After your visit, we all went shopping to stock up on nine-month clothes for you, as we are literally still squeezing you, sausage-like, into your six-month clothes. We got you the cutest pair of skinny hipster jeans and a puffy down vest with corduroy and sherpa trim; I squealed with glee when I tried them on you.

And, thanks to Nonna, who made the effort to pull it out and sit you in it, you have officially graduated to your big-boy stroller, the City Versa, which has been sitting in the basement waiting for you to grow into the harness. We’ve been using a Snap N Go frame with your car seat until now, but you are getting way too heavy to lug around in that bucket seat. So whee! Here we go on our next adventure!

This Week in Guppy Growth

  • Rumor has it you actually army crawled while at Gammi and Granddad’s. Since I haven’t seen it and there’s no video to prove it, I have no way of knowing if it actually happened. I have, however, watched you turn yourself around 360 degrees while on your tummy.
  • You are endlessly entertained (and you entertain us) by blowing raspberries while your pacifier is in your mouth, launching it in a beautiful arc several inches into the air and landing who knows where.
  • Tonight, while sitting on my lap, you pulled yourself up to standing (kinda–you were wearing socks on the hardwood floor, so your legs splayed out underneath you) by grabbing onto the handle of your toy basket.









goodbye dream feed, hello food-food

22 weeks

I don’t want to brag or anything but you are amazing.

Last week, as you we struggled with some nighttime waking magically reversed by Baby Merlin’s Magic (they don’t call it that for nothing) Sleepsuit, we also were working to wean you from your “dream feed.”

Since you were born, we’ve been giving you a late-night feed to help get you through the night. Once we had you on something resembling a regular schedule, you were feeding at 11 (pretty miserable for all of us, especially since it was followed by feedings at 3 and 7 a.m.). When your pediatrician gave us the green light to stop waking you throughout the night to feed you and you showed us you were able to sleep more than four hours without waking, we moved that late feeding to 10 (better, not great). Eventually, we settled on a feeding at 9:30; this worked out pretty well, as it allowed us to eat dinner, clean up, shower, get ready for bed and tuck into the couch for some TV before we needed to wake you for that “dream feed.”

But eventually, we realized, you’d have to be weaned from that feeding and start going to sleep at a normal baby hour and not at 11 when we were going to bed. Interestingly, you started weaning yourself. You became more and more difficult to wake at 9:30 (after going down for your after-dinner nap between 7 and 8), and you’d take less and less food. Sometimes, you’d only make it through one breast’s worth of milk or sometimes you wouldn’t want to eat at all. But we were reluctant to give up the dream feed out of fear you wouldn’t make it through the night.

Last Friday, after prepping you all week by giving you half an ounce less of formula each night at your dream feed and by moving your “dinner” slowly back from 5:30 to 6:30, we put you down in your crib and in your MMSS at 7:45 and, holding our breath, we bid you an official goodnight. There’d be no seeing you at 9:30. Or rather, you wouldn’t see us. We checked on you before we tucked into bed, of course. You were still beautifully, blissfully sound asleep.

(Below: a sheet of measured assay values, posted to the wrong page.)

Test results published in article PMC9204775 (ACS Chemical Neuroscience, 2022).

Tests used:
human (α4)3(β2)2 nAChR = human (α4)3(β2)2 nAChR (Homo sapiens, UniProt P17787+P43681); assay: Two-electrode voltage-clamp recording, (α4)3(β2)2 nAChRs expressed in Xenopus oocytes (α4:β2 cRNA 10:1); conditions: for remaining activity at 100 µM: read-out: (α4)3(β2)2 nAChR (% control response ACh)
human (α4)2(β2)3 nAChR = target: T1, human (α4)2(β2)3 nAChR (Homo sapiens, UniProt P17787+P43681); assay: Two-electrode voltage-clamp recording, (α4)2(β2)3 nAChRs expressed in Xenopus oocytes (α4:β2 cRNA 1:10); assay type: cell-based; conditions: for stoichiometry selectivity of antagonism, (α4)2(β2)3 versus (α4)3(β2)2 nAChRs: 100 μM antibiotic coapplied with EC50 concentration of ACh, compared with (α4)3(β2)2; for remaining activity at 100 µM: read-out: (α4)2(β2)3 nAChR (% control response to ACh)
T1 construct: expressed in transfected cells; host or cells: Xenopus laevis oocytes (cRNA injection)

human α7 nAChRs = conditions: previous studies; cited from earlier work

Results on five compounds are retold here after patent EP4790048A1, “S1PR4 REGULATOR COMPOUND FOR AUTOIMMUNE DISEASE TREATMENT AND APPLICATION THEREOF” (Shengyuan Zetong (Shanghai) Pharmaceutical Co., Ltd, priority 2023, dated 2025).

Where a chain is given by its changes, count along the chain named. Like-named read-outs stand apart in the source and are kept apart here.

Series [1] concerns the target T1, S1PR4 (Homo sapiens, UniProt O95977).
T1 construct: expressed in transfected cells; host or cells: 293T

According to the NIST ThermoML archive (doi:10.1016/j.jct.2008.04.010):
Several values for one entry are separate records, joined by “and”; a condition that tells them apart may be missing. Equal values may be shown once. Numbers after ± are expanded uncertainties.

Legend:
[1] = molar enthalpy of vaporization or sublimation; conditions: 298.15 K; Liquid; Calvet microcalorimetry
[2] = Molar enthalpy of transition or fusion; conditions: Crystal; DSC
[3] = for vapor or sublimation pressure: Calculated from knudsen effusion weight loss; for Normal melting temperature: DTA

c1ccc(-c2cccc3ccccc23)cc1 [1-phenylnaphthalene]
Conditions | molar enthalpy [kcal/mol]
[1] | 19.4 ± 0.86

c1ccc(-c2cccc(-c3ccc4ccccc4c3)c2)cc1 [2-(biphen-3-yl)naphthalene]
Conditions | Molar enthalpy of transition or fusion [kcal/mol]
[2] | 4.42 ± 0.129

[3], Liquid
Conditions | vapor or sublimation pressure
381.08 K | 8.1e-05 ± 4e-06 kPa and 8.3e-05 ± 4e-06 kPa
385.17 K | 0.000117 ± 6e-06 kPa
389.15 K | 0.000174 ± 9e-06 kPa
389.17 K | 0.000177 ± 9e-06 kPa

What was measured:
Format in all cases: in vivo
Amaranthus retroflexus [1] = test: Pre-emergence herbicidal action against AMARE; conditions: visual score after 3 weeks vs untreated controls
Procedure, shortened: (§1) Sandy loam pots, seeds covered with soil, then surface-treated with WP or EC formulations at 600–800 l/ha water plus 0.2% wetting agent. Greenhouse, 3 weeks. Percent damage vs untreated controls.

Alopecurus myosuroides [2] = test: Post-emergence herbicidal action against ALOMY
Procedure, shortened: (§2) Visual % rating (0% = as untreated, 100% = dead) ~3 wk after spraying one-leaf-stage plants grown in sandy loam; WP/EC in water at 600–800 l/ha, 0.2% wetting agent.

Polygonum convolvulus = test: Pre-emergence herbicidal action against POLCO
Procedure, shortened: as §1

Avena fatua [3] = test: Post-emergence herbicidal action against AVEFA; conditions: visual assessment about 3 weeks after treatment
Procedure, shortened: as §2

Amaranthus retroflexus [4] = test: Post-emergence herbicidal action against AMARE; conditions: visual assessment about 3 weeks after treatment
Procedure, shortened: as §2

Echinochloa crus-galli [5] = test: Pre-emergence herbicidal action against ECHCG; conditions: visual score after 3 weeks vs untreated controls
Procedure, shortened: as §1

Much to our surprise–especially given your recent stint of night wakings–the next thing we knew, our 6 a.m. alarm was sounding. You hadn’t made a peep. I rolled out of bed and did a little jig. I woke you up and kissed you a million times. I’m so, so, so proud of you. Nothing, not since being cleared after your first month to stop waking you multiple times a night to get your weight up, has revolutionized our lives like bidding adieu to the dream feed. It’s like we’re normal adults again.

We’re going on a full week of dream feed-less evenings, and other than minor hiccups (a brief crying stint one night at 3:30 that was quickly fixed by popping in your paci), you’re sleeping straight through for 10-11 hours. And you’re going a full 11.5 hours between feedings. You. Are. Amazing.

Last weekend, we also attempted something else for the first time: We strapped you into your high chair (which I love; it sits on top of one of our dining room chairs and occupies hardly any room at all), and we let you try a carrot.

We’d done some research on introducing solid foods, and we really like the philosophy behind Baby-Led Weaning, which has made its way across the pond from the U.K. and, contrary to the American English interpretation, has nothing to do with weaning babies from, say, nursing. It’s about weaning them onto solid foods, and the beauty of it is that it involves no purees or single-grain cereals that have to be spoon fed to you. Instead, through Baby-Led Weaning, we’re letting you feed yourself with “normal” (non-mush) foods that you can pick up and put in your mouth yourself.

So that’s how we found ourselves staring at you as you reached for a boiled carrot and efficiently popped one end into your mouth. You seemed to like it at first–you kind of sucked on it–and then I think you couldn’t figure out how to get it out of your mouth. You made a stink face and started fussing. That was with a warm carrot.

We tried giving you a cold carrot–one that had been chilled in the fridge–and you seemed to like that more. I think it felt good on your gums, much like your chilled teething rings do.

We’ve tried giving you carrots several more times, and your reaction is always lukewarm. You tolerate sucking on it for a few minutes once you manage to get it into your mouth, you slam it down onto your high chair tray a few times and then you get tired of it. But the important part is that you’re learning how to feed yourself through hand-mouth coordination, and you’re starting to try out new flavors and textures. You’re getting zero calories from this food (which is fine–you’re still getting four-plus breast milk/formula feedings a day), but you’re having some fun with it. This weekend, sweet potatoes are on tap.

This Week in Guppy Growth

  • You’re starting to tuck your knees under you while you’re on your tummy in a kind-of early attempt to crawl (maybe).
  • You’re really starting to be entertained by your kitties (you study them intently), but nothing has made you squeal with joy like Roxy, your friend Anthony’s dog.
  • Mamma’s starting to wash your 9-month clothes because your 6-month stuff (footies especially) is getting pretty snug on you.